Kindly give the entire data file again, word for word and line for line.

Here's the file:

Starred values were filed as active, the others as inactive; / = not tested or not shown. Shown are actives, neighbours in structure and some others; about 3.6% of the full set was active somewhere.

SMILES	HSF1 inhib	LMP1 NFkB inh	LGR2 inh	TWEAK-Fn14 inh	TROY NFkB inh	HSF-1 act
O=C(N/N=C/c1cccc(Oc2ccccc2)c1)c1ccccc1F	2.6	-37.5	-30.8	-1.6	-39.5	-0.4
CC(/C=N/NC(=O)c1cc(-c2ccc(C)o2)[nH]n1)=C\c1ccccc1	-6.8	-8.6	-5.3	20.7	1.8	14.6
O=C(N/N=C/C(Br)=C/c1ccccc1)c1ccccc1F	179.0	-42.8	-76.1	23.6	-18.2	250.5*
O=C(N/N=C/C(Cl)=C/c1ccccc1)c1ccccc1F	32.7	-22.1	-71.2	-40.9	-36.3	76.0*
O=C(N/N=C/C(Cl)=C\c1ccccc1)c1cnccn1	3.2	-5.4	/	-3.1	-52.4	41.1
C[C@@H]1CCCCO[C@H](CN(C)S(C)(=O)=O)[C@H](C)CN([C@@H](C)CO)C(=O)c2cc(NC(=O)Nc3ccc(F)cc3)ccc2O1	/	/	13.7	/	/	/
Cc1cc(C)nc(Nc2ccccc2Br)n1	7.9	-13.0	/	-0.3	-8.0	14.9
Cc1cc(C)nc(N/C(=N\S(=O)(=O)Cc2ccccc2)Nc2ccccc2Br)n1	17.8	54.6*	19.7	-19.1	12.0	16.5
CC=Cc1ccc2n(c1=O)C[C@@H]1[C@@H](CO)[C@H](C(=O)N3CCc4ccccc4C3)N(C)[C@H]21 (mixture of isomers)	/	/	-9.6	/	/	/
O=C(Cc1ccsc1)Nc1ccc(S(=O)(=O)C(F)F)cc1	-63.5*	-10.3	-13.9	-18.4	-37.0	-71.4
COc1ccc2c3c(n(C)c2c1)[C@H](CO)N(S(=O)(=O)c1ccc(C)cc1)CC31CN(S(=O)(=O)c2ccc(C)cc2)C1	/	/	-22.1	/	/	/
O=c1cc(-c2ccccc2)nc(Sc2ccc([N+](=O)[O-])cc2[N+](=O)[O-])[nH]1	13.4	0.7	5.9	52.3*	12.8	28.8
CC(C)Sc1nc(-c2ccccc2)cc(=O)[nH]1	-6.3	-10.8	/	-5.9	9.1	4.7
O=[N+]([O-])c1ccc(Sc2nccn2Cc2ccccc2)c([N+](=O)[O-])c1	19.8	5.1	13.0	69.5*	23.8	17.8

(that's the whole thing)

Starred values were filed as active, the others as inactive; / = not tested or not shown. Shown are actives, neighbours in structure and some others; about 3.6% of the full set was active somewhere.

SMILES	HSF1 inhib	LMP1 NFkB inh	LGR2 inh	TWEAK-Fn14 inh	TROY NFkB inh	HSF-1 act
O=C(N/N=C/c1cccc(Oc2ccccc2)c1)c1ccccc1F	2.6	-37.5	-30.8	-1.6	-39.5	-0.4
CC(/C=N/NC(=O)c1cc(-c2ccc(C)o2)[nH]n1)=C\c1ccccc1	-6.8	-8.6	-5.3	20.7	1.8	14.6
O=C(N/N=C/C(Br)=C/c1ccccc1)c1ccccc1F	179.0	-42.8	-76.1	23.6	-18.2	250.5*
O=C(N/N=C/C(Cl)=C/c1ccccc1)c1ccccc1F	32.7	-22.1	-71.2	-40.9	-36.3	76.0*
O=C(N/N=C/C(Cl)=C\c1ccccc1)c1cnccn1	3.2	-5.4	/	-3.1	-52.4	41.1
C[C@@H]1CCCCO[C@H](CN(C)S(C)(=O)=O)[C@H](C)CN([C@@H](C)CO)C(=O)c2cc(NC(=O)Nc3ccc(F)cc3)ccc2O1	/	/	13.7	/	/	/
Cc1cc(C)nc(Nc2ccccc2Br)n1	7.9	-13.0	/	-0.3	-8.0	14.9
Cc1cc(C)nc(N/C(=N\S(=O)(=O)Cc2ccccc2)Nc2ccccc2Br)n1	17.8	54.6*	19.7	-19.1	12.0	16.5
CC=Cc1ccc2n(c1=O)C[C@@H]1[C@@H](CO)[C@H](C(=O)N3CCc4ccccc4C3)N(C)[C@H]21 (mixture of isomers)	/	/	-9.6	/	/	/
O=C(Cc1ccsc1)Nc1ccc(S(=O)(=O)C(F)F)cc1	-63.5*	-10.3	-13.9	-18.4	-37.0	-71.4
COc1ccc2c3c(n(C)c2c1)[C@H](CO)N(S(=O)(=O)c1ccc(C)cc1)CC31CN(S(=O)(=O)c2ccc(C)cc2)C1	/	/	-22.1	/	/	/
O=c1cc(-c2ccccc2)nc(Sc2ccc([N+](=O)[O-])cc2[N+](=O)[O-])[nH]1	13.4	0.7	5.9	52.3*	12.8	28.8
CC(C)Sc1nc(-c2ccccc2)cc(=O)[nH]1	-6.3	-10.8	/	-5.9	9.1	4.7
O=[N+]([O-])c1ccc(Sc2nccn2Cc2ccccc2)c([N+](=O)[O-])c1	19.8	5.1	13.0	69.5*	23.8	17.8